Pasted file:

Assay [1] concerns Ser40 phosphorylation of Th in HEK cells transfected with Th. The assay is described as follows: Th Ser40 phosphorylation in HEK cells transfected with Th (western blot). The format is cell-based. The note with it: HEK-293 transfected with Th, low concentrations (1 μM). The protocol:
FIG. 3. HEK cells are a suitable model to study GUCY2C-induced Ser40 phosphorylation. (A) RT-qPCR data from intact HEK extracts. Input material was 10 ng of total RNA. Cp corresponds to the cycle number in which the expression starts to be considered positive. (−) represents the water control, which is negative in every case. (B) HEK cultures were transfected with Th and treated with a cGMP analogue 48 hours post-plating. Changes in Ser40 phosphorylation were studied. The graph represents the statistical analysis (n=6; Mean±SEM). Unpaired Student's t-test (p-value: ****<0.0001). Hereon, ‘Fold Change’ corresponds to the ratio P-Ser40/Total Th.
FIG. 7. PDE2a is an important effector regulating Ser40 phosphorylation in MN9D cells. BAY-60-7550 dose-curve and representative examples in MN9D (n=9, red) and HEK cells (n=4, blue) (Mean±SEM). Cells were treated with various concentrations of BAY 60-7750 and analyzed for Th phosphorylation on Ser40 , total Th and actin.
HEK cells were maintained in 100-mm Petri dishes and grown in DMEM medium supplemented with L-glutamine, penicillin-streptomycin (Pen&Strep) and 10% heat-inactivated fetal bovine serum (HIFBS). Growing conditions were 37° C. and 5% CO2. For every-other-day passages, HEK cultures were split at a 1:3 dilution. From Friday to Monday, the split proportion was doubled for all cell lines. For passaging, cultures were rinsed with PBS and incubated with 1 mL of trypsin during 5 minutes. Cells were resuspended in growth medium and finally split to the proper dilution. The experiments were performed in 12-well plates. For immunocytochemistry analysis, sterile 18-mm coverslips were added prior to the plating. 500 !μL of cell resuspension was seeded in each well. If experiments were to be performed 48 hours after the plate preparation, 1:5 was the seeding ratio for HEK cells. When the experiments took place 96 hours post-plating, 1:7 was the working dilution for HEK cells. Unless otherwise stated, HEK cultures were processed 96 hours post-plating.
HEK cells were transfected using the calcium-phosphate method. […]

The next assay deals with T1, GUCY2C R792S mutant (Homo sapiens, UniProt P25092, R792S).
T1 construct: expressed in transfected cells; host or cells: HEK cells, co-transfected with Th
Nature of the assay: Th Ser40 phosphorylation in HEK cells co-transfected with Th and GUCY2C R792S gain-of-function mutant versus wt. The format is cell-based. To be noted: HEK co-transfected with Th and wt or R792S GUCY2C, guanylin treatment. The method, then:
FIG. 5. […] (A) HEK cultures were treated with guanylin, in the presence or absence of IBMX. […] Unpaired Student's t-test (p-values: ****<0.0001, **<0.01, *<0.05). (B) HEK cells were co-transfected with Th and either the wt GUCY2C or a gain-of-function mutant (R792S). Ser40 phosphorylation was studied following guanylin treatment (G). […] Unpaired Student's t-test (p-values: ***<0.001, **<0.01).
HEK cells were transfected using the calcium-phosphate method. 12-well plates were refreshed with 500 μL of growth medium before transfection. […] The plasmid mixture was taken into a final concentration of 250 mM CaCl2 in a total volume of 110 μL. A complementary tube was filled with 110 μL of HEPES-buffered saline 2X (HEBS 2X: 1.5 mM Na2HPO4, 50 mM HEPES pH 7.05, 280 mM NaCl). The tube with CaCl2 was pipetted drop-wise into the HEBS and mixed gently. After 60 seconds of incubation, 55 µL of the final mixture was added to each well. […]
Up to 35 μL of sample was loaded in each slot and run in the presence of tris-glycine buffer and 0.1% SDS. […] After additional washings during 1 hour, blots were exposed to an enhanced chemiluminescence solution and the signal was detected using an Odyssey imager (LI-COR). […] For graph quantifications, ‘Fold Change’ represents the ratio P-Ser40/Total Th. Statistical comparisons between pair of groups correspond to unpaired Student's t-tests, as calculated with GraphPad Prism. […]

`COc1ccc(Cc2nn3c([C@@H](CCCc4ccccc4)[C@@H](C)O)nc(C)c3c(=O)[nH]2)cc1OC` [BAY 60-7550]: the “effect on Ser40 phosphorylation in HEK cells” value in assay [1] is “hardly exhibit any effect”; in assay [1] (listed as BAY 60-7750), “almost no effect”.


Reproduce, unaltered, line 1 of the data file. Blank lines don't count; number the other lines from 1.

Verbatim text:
Assay [1] concerns Ser40 phosphorylation of Th in HEK cells transfected with Th. The assay is described as follows: Th Ser40 phosphorylation in HEK cells transfected with Th (western blot). The format is cell-based. The note with it: HEK-293 transfected with Th, low concentrations (1 μM). The protocol: